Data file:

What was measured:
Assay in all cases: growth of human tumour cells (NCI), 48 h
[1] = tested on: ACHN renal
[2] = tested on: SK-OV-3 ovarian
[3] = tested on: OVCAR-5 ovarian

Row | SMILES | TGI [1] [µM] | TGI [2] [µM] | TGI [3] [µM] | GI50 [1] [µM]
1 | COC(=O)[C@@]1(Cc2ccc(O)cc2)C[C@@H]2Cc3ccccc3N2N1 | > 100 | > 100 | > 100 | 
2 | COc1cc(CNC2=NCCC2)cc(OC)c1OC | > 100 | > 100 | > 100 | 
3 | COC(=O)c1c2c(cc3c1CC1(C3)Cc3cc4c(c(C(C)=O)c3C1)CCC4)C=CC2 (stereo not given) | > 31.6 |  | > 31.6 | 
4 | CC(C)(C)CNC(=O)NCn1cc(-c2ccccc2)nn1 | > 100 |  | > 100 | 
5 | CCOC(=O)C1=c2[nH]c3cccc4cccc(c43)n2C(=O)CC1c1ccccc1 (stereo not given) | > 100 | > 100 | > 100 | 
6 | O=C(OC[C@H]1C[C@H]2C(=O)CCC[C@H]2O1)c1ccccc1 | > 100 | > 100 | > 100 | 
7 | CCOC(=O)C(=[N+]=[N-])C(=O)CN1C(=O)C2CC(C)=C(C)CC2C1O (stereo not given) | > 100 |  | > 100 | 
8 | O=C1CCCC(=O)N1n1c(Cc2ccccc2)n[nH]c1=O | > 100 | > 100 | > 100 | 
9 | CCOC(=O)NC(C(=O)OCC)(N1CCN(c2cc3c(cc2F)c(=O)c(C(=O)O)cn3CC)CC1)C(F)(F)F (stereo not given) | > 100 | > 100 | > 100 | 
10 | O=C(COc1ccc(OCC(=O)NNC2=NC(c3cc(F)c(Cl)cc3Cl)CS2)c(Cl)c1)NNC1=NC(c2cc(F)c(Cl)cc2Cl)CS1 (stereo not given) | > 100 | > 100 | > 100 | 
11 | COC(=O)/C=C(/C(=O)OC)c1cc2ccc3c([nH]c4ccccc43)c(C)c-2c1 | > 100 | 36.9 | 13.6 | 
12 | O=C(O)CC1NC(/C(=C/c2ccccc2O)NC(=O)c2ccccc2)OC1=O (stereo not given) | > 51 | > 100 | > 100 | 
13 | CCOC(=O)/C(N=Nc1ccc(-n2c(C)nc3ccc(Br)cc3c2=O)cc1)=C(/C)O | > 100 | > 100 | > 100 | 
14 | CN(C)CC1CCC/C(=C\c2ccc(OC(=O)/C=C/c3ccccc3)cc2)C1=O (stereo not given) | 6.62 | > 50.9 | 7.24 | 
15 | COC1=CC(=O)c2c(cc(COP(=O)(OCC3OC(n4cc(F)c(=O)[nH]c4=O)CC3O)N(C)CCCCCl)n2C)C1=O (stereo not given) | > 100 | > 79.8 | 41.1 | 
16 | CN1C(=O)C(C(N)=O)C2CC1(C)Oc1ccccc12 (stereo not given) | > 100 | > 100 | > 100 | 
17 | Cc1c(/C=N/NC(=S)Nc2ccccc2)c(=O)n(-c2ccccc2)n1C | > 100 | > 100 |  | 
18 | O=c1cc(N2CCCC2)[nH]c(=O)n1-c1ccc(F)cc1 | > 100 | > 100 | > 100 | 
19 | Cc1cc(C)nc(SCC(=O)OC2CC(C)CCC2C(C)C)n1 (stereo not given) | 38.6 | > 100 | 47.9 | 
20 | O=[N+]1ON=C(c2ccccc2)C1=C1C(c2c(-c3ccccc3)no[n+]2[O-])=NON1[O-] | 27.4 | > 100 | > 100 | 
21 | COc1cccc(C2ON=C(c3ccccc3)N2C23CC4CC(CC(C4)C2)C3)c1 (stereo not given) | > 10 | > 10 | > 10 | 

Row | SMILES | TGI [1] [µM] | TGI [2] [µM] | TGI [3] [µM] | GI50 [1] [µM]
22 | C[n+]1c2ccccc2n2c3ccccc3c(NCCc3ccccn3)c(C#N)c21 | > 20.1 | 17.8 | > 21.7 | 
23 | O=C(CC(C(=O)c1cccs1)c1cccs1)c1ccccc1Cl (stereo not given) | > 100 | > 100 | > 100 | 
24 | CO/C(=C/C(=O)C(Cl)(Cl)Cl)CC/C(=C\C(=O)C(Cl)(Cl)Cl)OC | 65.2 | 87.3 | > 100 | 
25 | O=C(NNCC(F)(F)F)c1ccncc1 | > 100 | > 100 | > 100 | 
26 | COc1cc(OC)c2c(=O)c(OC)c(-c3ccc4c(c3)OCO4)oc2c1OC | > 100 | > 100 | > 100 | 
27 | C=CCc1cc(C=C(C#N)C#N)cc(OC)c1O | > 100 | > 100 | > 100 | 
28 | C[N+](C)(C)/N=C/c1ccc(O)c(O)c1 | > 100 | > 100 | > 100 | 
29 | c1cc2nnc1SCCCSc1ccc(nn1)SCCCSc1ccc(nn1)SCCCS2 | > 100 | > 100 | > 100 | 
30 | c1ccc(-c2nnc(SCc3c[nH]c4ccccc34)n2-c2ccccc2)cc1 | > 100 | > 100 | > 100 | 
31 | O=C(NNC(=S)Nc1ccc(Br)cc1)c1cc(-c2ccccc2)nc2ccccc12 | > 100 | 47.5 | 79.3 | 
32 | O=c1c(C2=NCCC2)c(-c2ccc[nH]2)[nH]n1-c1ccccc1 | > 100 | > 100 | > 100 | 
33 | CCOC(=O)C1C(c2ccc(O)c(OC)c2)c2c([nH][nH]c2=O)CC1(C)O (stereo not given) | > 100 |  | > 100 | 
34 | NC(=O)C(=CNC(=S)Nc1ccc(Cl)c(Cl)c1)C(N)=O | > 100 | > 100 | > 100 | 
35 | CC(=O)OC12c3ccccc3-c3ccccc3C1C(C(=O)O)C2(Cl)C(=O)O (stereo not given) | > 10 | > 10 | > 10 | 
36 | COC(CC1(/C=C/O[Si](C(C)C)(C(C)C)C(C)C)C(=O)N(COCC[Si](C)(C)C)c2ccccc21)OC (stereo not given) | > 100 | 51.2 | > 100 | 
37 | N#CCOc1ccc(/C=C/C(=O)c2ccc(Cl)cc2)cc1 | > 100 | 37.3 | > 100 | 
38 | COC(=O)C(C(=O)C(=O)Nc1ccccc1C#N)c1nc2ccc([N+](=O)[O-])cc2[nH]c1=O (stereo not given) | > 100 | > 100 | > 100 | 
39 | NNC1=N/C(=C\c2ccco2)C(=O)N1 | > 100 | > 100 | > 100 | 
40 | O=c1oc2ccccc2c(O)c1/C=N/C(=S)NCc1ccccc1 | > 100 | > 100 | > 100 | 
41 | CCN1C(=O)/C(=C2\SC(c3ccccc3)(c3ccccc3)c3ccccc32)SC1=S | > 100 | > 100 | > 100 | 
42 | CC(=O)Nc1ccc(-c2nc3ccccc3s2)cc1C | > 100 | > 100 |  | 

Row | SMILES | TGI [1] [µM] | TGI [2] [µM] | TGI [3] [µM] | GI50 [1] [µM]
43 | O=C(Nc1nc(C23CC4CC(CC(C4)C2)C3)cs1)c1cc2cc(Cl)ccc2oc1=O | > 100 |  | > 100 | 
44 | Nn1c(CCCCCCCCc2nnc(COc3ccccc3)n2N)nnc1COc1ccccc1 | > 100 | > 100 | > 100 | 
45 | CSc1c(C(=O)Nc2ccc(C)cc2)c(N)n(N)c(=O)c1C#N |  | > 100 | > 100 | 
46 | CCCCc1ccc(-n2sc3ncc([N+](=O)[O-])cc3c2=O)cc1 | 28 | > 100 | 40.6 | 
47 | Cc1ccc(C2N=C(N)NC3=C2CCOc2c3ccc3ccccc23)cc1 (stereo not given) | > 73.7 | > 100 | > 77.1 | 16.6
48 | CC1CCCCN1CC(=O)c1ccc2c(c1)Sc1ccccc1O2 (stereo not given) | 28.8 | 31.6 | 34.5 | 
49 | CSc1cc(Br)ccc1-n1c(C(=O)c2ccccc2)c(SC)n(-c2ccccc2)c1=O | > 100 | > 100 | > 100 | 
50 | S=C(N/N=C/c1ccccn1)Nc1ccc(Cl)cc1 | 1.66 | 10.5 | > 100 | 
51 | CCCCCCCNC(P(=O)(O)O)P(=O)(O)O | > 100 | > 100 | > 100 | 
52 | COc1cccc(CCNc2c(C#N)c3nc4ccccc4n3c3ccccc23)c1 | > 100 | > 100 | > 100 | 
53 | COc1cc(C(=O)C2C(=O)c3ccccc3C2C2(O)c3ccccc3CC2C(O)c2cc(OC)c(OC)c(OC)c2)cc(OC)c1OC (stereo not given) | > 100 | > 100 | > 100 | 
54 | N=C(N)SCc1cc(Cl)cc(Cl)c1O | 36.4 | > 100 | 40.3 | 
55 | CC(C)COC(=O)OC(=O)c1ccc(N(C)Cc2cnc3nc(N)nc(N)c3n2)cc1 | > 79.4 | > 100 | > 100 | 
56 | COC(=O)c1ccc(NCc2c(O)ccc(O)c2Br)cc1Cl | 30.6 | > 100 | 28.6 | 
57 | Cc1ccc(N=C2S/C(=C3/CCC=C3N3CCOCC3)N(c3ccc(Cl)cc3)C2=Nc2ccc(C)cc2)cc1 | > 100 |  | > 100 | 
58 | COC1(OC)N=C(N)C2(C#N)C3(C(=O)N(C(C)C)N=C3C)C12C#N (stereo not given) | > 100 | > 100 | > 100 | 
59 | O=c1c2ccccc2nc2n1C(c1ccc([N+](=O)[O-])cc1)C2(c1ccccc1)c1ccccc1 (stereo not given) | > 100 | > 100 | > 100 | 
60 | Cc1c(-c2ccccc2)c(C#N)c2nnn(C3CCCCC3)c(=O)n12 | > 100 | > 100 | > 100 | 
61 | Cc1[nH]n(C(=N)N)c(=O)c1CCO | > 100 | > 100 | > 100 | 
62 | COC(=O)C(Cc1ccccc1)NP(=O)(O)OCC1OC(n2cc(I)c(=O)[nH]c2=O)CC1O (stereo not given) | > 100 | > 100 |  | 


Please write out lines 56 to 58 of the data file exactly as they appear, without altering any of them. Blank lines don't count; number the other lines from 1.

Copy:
48 | CC1CCCCN1CC(=O)c1ccc2c(c1)Sc1ccccc1O2 (stereo not given) | 28.8 | 31.6 | 34.5 | 
49 | CSc1cc(Br)ccc1-n1c(C(=O)c2ccccc2)c(SC)n(-c2ccccc2)c1=O | > 100 | > 100 | > 100 | 
50 | S=C(N/N=C/c1ccccn1)Nc1ccc(Cl)cc1 | 1.66 | 10.5 | > 100 | 